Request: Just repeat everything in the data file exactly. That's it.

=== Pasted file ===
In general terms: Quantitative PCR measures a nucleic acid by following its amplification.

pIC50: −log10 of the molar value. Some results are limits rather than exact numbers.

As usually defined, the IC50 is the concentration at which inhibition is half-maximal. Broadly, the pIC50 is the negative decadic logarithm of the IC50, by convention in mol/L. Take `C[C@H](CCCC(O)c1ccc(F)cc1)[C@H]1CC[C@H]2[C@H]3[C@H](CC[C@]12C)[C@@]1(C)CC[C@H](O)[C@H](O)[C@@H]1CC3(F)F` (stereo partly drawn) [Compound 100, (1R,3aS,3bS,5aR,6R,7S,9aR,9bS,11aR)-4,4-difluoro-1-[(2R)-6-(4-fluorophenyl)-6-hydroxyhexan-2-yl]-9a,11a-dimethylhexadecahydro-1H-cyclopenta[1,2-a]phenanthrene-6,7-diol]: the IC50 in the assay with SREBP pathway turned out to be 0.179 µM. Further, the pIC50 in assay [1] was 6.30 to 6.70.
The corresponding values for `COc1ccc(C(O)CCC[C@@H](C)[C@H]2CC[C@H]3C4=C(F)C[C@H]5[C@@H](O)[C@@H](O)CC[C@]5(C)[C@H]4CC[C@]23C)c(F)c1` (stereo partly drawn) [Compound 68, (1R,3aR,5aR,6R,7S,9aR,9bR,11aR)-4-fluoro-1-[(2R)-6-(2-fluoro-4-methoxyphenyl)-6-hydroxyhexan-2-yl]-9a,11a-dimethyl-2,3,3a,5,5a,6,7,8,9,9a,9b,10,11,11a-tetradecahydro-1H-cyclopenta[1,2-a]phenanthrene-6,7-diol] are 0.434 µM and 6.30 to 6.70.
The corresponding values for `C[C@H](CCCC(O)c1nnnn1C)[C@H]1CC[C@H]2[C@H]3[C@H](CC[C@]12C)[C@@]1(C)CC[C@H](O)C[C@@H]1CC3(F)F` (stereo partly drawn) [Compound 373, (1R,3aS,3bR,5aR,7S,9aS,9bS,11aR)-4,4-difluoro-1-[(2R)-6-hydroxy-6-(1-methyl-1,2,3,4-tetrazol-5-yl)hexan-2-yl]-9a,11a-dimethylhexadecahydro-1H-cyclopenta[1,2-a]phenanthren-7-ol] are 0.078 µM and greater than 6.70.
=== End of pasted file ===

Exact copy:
In general terms: Quantitative PCR measures a nucleic acid by following its amplification.

pIC50: −log10 of the molar value. Some results are limits rather than exact numbers.

As usually defined, the IC50 is the concentration at which inhibition is half-maximal. Broadly, the pIC50 is the negative decadic logarithm of the IC50, by convention in mol/L. Take `C[C@H](CCCC(O)c1ccc(F)cc1)[C@H]1CC[C@H]2[C@H]3[C@H](CC[C@]12C)[C@@]1(C)CC[C@H](O)[C@H](O)[C@@H]1CC3(F)F` (stereo partly drawn) [Compound 100, (1R,3aS,3bS,5aR,6R,7S,9aR,9bS,11aR)-4,4-difluoro-1-[(2R)-6-(4-fluorophenyl)-6-hydroxyhexan-2-yl]-9a,11a-dimethylhexadecahydro-1H-cyclopenta[1,2-a]phenanthrene-6,7-diol]: the IC50 in the assay with SREBP pathway turned out to be 0.179 µM. Further, the pIC50 in assay [1] was 6.30 to 6.70.
The corresponding values for `COc1ccc(C(O)CCC[C@@H](C)[C@H]2CC[C@H]3C4=C(F)C[C@H]5[C@@H](O)[C@@H](O)CC[C@]5(C)[C@H]4CC[C@]23C)c(F)c1` (stereo partly drawn) [Compound 68, (1R,3aR,5aR,6R,7S,9aR,9bR,11aR)-4-fluoro-1-[(2R)-6-(2-fluoro-4-methoxyphenyl)-6-hydroxyhexan-2-yl]-9a,11a-dimethyl-2,3,3a,5,5a,6,7,8,9,9a,9b,10,11,11a-tetradecahydro-1H-cyclopenta[1,2-a]phenanthrene-6,7-diol] are 0.434 µM and 6.30 to 6.70.
The corresponding values for `C[C@H](CCCC(O)c1nnnn1C)[C@H]1CC[C@H]2[C@H]3[C@H](CC[C@]12C)[C@@]1(C)CC[C@H](O)C[C@@H]1CC3(F)F` (stereo partly drawn) [Compound 373, (1R,3aS,3bR,5aR,7S,9aS,9bS,11aR)-4,4-difluoro-1-[(2R)-6-hydroxy-6-(1-methyl-1,2,3,4-tetrazol-5-yl)hexan-2-yl]-9a,11a-dimethylhexadecahydro-1H-cyclopenta[1,2-a]phenanthren-7-ol] are 0.078 µM and greater than 6.70.